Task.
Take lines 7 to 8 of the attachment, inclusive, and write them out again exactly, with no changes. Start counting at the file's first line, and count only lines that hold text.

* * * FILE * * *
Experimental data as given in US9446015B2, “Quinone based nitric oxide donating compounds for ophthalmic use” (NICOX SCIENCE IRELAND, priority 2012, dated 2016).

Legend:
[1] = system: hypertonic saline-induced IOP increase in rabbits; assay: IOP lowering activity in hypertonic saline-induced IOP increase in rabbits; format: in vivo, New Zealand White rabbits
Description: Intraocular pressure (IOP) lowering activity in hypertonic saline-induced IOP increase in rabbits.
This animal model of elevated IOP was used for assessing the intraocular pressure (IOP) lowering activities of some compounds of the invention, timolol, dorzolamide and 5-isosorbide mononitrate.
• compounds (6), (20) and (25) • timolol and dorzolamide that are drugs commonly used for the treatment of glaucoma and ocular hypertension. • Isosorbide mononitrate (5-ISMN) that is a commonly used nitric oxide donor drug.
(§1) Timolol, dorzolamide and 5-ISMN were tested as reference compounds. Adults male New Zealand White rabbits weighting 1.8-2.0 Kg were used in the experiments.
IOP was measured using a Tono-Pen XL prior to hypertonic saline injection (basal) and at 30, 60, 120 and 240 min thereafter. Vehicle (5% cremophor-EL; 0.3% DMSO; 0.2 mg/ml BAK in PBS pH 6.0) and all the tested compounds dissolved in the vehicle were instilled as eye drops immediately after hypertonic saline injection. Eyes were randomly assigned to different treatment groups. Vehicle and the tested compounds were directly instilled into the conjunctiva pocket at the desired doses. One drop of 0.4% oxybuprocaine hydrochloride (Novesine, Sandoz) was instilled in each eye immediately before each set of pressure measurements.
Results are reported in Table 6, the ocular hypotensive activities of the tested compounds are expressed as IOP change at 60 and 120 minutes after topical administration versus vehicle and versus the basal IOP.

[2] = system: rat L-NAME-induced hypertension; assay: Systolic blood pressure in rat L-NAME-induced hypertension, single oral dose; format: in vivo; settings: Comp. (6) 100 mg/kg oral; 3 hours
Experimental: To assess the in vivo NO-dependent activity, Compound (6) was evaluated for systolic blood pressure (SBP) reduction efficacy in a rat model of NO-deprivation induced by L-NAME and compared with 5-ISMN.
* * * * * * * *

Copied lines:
(§1) Timolol, dorzolamide and 5-ISMN were tested as reference compounds. Adults male New Zealand White rabbits weighting 1.8-2.0 Kg were used in the experiments.
IOP was measured using a Tono-Pen XL prior to hypertonic saline injection (basal) and at 30, 60, 120 and 240 min thereafter. Vehicle (5% cremophor-EL; 0.3% DMSO; 0.2 mg/ml BAK in PBS pH 6.0) and all the tested compounds dissolved in the vehicle were instilled as eye drops immediately after hypertonic saline injection. Eyes were randomly assigned to different treatment groups. Vehicle and the tested compounds were directly instilled into the conjunctiva pocket at the desired doses. One drop of 0.4% oxybuprocaine hydrochloride (Novesine, Sandoz) was instilled in each eye immediately before each set of pressure measurements.